Mumbai Festival Bows to Pressure, Drops Pakistan Film Classic

Patrick Frater
Variety

The Mumbai Film Festival has scrapped its planned screenings of “Day Shall Dawn” (aka “Jago Hua Savera”,) a 1958 Pakistan-made movie that it had previously selected and announced in its retrospectives section.

“Given the current situation, the JIO MAMI 18th Mumbai Film Festival with Star has decided not to programme ‘Jago Hua Savera’ as part of the Restored Classics Section,” the festival said in a brief statement circulated to Indian media and emailed to Variety.

The announcement was not posted on MAMI’s festival website, and the website was quickly edited to remove any reference to “Jago Hua Savera.”

The decision appears to be a reflection of the social and political tensions between India and Pakistan since a border incident a few weeks ago. As a reaction to the military skirmish the powerful Indian Motion Picture Producers’ Association (IMPPA) called on its members to stop working with Pakistani talent and technicians until the current political tensions ease.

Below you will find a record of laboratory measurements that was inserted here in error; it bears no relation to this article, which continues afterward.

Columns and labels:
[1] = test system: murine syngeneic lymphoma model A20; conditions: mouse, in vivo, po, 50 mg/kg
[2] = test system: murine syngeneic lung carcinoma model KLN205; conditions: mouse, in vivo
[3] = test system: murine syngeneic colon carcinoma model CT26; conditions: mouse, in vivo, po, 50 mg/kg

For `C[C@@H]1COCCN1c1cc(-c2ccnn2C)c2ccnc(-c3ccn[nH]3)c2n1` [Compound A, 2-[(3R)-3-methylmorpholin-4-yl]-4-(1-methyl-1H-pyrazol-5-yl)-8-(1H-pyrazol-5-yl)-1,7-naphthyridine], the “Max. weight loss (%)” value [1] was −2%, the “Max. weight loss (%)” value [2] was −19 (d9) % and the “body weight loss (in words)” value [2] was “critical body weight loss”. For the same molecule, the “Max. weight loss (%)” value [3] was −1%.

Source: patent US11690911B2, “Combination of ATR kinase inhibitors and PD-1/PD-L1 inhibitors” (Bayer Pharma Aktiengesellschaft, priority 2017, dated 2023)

Separately, political party Maharashtra Navnirman Sena called for all Pakistani artistes to leave India and that their films be banned.

On Saturday, a non government organization called the Sangharsh Foundation filed a police complaint against the festival for its proposed screening of “Day Shall Dawn.”

The release of several current Indian films is now in doubt as a result of the unofficial ban and the growing social tension. One of the highest profile of those, Karan Johar’s “Ae Dil Hai Mushkil,” has a censor’s release but the Cinema Exhibitor’s Association is trying to block it because one of its stars is Pakistani.

“Day Shall Dawn,” directed by AJ Kardar, is a black and white drama about the everyday life of fishermen in East Bengal (now Bangladesh), and was considered an early example of experimental film making in Pakistan.

The film was recently digitally restored and screened this year in the Cannes Classics section of the Cannes Film Festival. It has subsequently had screenings in London and Edinburgh.

U.K. newspaper The Guardian recently wrote: “Curated sensitively, screenings of ‘Day Shall Dawn’ could foster dialogue between pluralist, progressive forces within the [Pakistan and Bangladesh].” In another twist, the film’s production was a rare example of India-Pakistan collaboration.

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